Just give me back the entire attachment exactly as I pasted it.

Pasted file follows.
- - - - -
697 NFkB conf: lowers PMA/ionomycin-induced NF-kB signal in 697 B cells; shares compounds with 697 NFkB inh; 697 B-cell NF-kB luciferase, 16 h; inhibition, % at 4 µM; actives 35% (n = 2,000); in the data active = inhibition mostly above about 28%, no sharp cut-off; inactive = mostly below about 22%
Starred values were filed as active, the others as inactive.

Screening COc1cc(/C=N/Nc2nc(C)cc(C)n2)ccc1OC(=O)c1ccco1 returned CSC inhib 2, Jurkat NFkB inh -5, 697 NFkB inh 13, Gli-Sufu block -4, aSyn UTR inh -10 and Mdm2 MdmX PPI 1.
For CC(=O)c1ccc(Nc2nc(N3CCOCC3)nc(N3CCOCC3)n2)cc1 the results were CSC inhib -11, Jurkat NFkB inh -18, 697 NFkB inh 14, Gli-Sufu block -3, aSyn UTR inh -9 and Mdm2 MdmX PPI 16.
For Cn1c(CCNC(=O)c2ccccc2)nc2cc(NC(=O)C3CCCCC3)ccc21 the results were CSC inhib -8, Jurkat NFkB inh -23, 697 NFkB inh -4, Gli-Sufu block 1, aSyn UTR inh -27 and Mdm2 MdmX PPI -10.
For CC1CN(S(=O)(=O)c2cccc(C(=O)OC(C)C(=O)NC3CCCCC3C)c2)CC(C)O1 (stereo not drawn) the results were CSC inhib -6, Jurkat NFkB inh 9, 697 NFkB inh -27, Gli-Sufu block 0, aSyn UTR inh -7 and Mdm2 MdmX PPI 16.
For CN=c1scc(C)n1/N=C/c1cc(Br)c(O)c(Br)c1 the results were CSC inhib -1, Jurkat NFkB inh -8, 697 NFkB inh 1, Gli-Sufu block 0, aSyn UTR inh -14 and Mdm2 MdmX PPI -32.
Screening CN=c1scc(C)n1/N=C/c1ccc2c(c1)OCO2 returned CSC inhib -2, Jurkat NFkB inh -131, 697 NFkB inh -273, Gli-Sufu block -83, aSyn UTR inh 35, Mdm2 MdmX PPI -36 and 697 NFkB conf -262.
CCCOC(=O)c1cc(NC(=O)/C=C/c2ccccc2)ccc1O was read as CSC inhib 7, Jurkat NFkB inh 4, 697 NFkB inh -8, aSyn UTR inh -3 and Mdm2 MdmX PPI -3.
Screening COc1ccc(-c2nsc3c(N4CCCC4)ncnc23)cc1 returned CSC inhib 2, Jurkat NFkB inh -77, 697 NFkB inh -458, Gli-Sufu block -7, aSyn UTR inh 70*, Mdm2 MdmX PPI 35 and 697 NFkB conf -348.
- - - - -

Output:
697 NFkB conf: lowers PMA/ionomycin-induced NF-kB signal in 697 B cells; shares compounds with 697 NFkB inh; 697 B-cell NF-kB luciferase, 16 h; inhibition, % at 4 µM; actives 35% (n = 2,000); in the data active = inhibition mostly above about 28%, no sharp cut-off; inactive = mostly below about 22%
Starred values were filed as active, the others as inactive.

Screening COc1cc(/C=N/Nc2nc(C)cc(C)n2)ccc1OC(=O)c1ccco1 returned CSC inhib 2, Jurkat NFkB inh -5, 697 NFkB inh 13, Gli-Sufu block -4, aSyn UTR inh -10 and Mdm2 MdmX PPI 1.
For CC(=O)c1ccc(Nc2nc(N3CCOCC3)nc(N3CCOCC3)n2)cc1 the results were CSC inhib -11, Jurkat NFkB inh -18, 697 NFkB inh 14, Gli-Sufu block -3, aSyn UTR inh -9 and Mdm2 MdmX PPI 16.
For Cn1c(CCNC(=O)c2ccccc2)nc2cc(NC(=O)C3CCCCC3)ccc21 the results were CSC inhib -8, Jurkat NFkB inh -23, 697 NFkB inh -4, Gli-Sufu block 1, aSyn UTR inh -27 and Mdm2 MdmX PPI -10.
For CC1CN(S(=O)(=O)c2cccc(C(=O)OC(C)C(=O)NC3CCCCC3C)c2)CC(C)O1 (stereo not drawn) the results were CSC inhib -6, Jurkat NFkB inh 9, 697 NFkB inh -27, Gli-Sufu block 0, aSyn UTR inh -7 and Mdm2 MdmX PPI 16.
For CN=c1scc(C)n1/N=C/c1cc(Br)c(O)c(Br)c1 the results were CSC inhib -1, Jurkat NFkB inh -8, 697 NFkB inh 1, Gli-Sufu block 0, aSyn UTR inh -14 and Mdm2 MdmX PPI -32.
Screening CN=c1scc(C)n1/N=C/c1ccc2c(c1)OCO2 returned CSC inhib -2, Jurkat NFkB inh -131, 697 NFkB inh -273, Gli-Sufu block -83, aSyn UTR inh 35, Mdm2 MdmX PPI -36 and 697 NFkB conf -262.
CCCOC(=O)c1cc(NC(=O)/C=C/c2ccccc2)ccc1O was read as CSC inhib 7, Jurkat NFkB inh 4, 697 NFkB inh -8, aSyn UTR inh -3 and Mdm2 MdmX PPI -3.
Screening COc1ccc(-c2nsc3c(N4CCCC4)ncnc23)cc1 returned CSC inhib 2, Jurkat NFkB inh -77, 697 NFkB inh -458, Gli-Sufu block -7, aSyn UTR inh 70*, Mdm2 MdmX PPI 35 and 697 NFkB conf -348.